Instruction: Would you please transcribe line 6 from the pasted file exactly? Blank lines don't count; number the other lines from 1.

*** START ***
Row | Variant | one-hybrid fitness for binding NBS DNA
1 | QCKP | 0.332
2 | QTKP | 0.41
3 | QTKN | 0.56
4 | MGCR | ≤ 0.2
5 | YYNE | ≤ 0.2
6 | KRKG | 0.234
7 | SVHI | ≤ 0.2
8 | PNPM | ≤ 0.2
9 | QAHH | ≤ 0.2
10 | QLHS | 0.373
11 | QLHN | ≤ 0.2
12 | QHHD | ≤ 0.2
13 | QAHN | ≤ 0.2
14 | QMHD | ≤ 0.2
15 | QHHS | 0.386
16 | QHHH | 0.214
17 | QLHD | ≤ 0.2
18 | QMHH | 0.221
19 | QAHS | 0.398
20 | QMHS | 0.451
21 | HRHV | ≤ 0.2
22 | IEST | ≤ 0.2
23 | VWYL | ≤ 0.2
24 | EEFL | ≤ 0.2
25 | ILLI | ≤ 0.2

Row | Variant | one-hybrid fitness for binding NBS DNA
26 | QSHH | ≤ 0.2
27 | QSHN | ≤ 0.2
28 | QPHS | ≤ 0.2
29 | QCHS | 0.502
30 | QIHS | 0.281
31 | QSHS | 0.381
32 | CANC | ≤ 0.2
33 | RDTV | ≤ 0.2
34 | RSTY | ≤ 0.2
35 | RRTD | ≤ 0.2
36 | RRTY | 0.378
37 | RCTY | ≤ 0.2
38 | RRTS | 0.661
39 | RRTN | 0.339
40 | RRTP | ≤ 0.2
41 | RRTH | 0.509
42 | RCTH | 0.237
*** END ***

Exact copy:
5 | YYNE | ≤ 0.2